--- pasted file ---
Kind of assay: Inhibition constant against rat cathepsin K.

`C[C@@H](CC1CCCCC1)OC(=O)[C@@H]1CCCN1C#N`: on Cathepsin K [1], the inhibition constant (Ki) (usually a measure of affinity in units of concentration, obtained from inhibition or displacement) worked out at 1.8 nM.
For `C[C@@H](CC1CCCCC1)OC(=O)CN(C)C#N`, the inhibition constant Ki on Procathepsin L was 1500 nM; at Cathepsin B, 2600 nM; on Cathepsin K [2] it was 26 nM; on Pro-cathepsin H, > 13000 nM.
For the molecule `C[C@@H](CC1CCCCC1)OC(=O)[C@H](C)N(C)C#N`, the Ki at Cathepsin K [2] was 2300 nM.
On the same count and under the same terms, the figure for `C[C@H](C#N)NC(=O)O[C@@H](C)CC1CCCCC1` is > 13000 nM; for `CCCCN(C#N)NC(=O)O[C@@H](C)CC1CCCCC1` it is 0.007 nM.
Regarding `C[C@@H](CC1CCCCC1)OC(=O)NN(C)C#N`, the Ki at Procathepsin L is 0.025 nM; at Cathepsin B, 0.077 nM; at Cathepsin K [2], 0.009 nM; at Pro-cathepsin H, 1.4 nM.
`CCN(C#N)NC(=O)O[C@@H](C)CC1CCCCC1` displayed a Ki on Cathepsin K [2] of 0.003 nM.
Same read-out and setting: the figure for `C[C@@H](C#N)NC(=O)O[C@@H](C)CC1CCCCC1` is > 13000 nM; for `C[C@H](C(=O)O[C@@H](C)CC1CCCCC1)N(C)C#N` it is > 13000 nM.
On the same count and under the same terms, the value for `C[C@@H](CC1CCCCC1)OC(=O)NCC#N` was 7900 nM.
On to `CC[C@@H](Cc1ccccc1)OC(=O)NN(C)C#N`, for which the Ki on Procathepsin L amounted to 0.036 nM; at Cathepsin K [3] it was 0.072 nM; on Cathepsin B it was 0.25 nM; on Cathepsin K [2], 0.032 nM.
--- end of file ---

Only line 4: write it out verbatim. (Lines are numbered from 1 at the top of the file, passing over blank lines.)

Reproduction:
For the molecule `C[C@@H](CC1CCCCC1)OC(=O)[C@H](C)N(C)C#N`, the Ki at Cathepsin K [2] was 2300 nM.